Two Red-winged Blackbird males flew in today. They’re the first Spring arrivals to the Concord River and prove, without a doubt, that Winter is getting ready to say farewell. Punxsutawney Phil was wrong!
Red-wings travel in flocks so I’m expecting more to be punching in from their winter home of central United States. Soon the marsh will be alive with the calls of the males, establishing territories and awaiting the arrival of the females, bringing up the rear sometime in early March.
The bluebirds are still here, however they don’t seem the least bit interested in the $14 dried mealworms I put in the new $12 feeder. To entice the birds, I added some berries to the worms. The bluebird picked out the berries, leaving the mealworms. Do you think Chris would notice mealworms in his blueberry muffins?
While at the Essex County Co-op to get cracked corn for the ducks, I purchased a bluebird nesting box. I’m told since bluebirds prefer fields, it’s unlikely they’ll stay and nest. If not, no harm done. Maybe I’ll get a pair of swallows or perhaps the chickadees will use the box. As long as the sparrows leave it alone. It’s not that I don’t like house sparrows, it’s just, being a very agressive species, they tend to bully the other birds. Even in the bird world, there’s bullying. Perhaps I should bring in a consultant to give a workshop.
As the proud owner of a new ergonomically designed roof rake, I am officially a member of the Homeowner’s with Inefficient Tools Club.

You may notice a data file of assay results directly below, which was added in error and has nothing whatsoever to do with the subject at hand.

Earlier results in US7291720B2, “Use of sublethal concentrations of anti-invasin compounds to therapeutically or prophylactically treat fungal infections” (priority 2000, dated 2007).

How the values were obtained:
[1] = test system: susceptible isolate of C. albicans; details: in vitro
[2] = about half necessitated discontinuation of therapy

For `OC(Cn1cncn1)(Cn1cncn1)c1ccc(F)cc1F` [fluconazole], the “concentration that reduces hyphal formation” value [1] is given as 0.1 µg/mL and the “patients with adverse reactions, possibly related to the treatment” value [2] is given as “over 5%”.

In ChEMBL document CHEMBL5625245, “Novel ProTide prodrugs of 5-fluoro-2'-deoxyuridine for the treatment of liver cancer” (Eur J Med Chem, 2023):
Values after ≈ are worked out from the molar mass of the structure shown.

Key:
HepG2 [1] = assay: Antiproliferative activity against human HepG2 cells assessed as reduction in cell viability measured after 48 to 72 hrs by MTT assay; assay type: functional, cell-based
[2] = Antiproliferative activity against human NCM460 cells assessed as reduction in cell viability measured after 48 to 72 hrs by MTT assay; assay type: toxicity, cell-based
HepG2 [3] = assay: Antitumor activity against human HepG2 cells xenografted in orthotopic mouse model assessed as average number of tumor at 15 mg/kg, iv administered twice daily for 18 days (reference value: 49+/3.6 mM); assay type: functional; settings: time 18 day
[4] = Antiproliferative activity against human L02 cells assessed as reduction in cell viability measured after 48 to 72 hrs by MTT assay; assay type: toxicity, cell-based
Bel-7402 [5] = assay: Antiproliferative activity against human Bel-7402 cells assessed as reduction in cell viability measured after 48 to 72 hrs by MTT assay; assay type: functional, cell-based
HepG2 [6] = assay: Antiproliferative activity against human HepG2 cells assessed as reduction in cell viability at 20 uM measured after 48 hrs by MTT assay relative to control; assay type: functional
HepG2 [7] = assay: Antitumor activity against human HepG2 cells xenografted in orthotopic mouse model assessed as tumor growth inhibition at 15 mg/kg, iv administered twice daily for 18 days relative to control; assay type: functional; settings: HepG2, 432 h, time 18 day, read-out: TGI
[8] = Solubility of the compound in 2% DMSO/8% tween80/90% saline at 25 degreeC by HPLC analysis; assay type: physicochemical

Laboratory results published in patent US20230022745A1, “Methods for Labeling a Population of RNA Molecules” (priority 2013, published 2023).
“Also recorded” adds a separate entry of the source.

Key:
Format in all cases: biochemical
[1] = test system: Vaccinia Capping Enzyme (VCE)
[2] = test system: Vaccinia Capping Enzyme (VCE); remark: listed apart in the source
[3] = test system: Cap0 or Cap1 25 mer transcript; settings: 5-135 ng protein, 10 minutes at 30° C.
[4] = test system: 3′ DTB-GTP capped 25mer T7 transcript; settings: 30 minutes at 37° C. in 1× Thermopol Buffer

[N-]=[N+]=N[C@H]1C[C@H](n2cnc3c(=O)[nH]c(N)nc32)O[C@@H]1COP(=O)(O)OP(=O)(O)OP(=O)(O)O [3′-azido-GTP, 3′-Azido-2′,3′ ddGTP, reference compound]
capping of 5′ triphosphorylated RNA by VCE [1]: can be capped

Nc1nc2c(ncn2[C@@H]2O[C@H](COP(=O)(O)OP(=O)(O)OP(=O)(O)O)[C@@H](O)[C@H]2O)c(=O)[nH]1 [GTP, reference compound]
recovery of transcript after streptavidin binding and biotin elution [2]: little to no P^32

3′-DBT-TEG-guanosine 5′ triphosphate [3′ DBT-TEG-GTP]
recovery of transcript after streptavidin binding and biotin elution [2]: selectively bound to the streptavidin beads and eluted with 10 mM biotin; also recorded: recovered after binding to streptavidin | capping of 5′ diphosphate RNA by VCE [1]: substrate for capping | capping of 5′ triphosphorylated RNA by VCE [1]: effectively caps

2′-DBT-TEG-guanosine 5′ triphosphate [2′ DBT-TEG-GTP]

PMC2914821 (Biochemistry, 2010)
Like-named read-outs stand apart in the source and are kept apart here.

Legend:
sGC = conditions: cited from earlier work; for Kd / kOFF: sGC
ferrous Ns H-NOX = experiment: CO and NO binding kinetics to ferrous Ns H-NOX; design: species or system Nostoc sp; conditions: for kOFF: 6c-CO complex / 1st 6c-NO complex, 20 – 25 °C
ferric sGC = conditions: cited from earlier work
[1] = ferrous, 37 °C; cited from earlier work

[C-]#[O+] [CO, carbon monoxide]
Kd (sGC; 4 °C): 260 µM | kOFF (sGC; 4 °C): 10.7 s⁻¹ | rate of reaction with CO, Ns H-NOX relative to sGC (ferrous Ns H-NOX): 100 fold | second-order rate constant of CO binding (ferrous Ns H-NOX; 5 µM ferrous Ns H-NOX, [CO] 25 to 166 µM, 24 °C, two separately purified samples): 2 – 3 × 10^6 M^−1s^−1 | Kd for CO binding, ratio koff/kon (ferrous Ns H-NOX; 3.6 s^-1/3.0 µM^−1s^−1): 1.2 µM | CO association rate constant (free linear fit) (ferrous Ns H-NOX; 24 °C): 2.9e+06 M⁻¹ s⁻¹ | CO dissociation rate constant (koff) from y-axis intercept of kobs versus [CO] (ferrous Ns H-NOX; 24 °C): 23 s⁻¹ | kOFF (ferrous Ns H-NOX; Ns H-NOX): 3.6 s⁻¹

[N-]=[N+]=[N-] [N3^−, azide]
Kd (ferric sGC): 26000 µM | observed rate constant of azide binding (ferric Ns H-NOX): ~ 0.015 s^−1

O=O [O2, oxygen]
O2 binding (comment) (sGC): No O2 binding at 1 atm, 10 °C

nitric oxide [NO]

According to the package, the rake has been designed for easy snow removal with reduced neck and shoulder strain. Hmmmmm, I must have been using it wrong. At the end of two hours, the roof still had lots of snow and my neck and shoulders were screaming. My back wasn’t too happy either. Granted, it didn’t help the snow had absorbed all the moisture in the Universe. Okay, maybe not ALL the moisture, but a good portion. The snow was damn heavy and perfect snowman snow – sticky!!
At one point, the lightweight, 18 foot, aluminum pole with the patented shovel head (translation: top-heavy, wobbly pole) fell backward, taking me with it. Sinking down into the moisture-laden snow, with my arms overhead and hands still holding the rake’s pole, which had sunk six inches into the snow, I was trapped. With Chris still in bed and no rescue in sight, I contemplated my fate. Remain in the snow until he discovers I’m missing (since it was 9AM, that wouldn’t be happening anytime soon) or suck it up and rescue myself. Hey, if a young man stuck in a cave can cut off his arm with a pocketknife, I could free myself from a snowy encasement. It only took 20 minutes and the loss of one boot, but I did it!
Two hours later, with about 10% of the job completed, I had an epiphany: Let Mother Nature melt the rest! I wonder if I can get a refund?
Sigh, Blessed Be :}